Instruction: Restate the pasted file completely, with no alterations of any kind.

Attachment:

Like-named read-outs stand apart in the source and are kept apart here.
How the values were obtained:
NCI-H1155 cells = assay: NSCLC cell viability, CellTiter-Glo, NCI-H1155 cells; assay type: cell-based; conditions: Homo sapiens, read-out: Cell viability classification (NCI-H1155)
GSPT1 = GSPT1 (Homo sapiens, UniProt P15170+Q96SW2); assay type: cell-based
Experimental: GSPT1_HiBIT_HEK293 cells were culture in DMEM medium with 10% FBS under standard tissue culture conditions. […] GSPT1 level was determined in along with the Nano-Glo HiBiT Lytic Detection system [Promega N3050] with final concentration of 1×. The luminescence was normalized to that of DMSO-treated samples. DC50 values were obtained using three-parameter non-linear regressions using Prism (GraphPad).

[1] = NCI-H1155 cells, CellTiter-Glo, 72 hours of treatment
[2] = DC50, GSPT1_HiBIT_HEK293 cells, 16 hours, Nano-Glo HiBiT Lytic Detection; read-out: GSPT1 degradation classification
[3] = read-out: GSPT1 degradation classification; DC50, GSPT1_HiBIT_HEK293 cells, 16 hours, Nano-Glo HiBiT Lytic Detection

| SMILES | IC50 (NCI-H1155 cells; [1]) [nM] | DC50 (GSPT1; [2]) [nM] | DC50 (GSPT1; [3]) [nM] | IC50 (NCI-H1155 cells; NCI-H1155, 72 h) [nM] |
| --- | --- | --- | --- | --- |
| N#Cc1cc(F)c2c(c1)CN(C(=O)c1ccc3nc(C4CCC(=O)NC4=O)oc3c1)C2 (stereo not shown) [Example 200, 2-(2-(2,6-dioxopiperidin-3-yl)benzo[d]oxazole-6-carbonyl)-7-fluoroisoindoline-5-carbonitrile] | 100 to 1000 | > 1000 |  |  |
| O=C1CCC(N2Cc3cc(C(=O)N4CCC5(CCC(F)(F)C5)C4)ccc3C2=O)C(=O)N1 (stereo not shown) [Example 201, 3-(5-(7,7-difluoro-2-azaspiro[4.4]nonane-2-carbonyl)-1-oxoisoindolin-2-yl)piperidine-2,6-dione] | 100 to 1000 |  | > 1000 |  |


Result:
Like-named read-outs stand apart in the source and are kept apart here.
How the values were obtained:
NCI-H1155 cells = assay: NSCLC cell viability, CellTiter-Glo, NCI-H1155 cells; assay type: cell-based; conditions: Homo sapiens, read-out: Cell viability classification (NCI-H1155)
GSPT1 = GSPT1 (Homo sapiens, UniProt P15170+Q96SW2); assay type: cell-based
Experimental: GSPT1_HiBIT_HEK293 cells were culture in DMEM medium with 10% FBS under standard tissue culture conditions. […] GSPT1 level was determined in along with the Nano-Glo HiBiT Lytic Detection system [Promega N3050] with final concentration of 1×. The luminescence was normalized to that of DMSO-treated samples. DC50 values were obtained using three-parameter non-linear regressions using Prism (GraphPad).

[1] = NCI-H1155 cells, CellTiter-Glo, 72 hours of treatment
[2] = DC50, GSPT1_HiBIT_HEK293 cells, 16 hours, Nano-Glo HiBiT Lytic Detection; read-out: GSPT1 degradation classification
[3] = read-out: GSPT1 degradation classification; DC50, GSPT1_HiBIT_HEK293 cells, 16 hours, Nano-Glo HiBiT Lytic Detection

| SMILES | IC50 (NCI-H1155 cells; [1]) [nM] | DC50 (GSPT1; [2]) [nM] | DC50 (GSPT1; [3]) [nM] | IC50 (NCI-H1155 cells; NCI-H1155, 72 h) [nM] |
| --- | --- | --- | --- | --- |
| N#Cc1cc(F)c2c(c1)CN(C(=O)c1ccc3nc(C4CCC(=O)NC4=O)oc3c1)C2 (stereo not shown) [Example 200, 2-(2-(2,6-dioxopiperidin-3-yl)benzo[d]oxazole-6-carbonyl)-7-fluoroisoindoline-5-carbonitrile] | 100 to 1000 | > 1000 |  |  |
| O=C1CCC(N2Cc3cc(C(=O)N4CCC5(CCC(F)(F)C5)C4)ccc3C2=O)C(=O)N1 (stereo not shown) [Example 201, 3-(5-(7,7-difluoro-2-azaspiro[4.4]nonane-2-carbonyl)-1-oxoisoindolin-2-yl)piperidine-2,6-dione] | 100 to 1000 |  | > 1000 |  |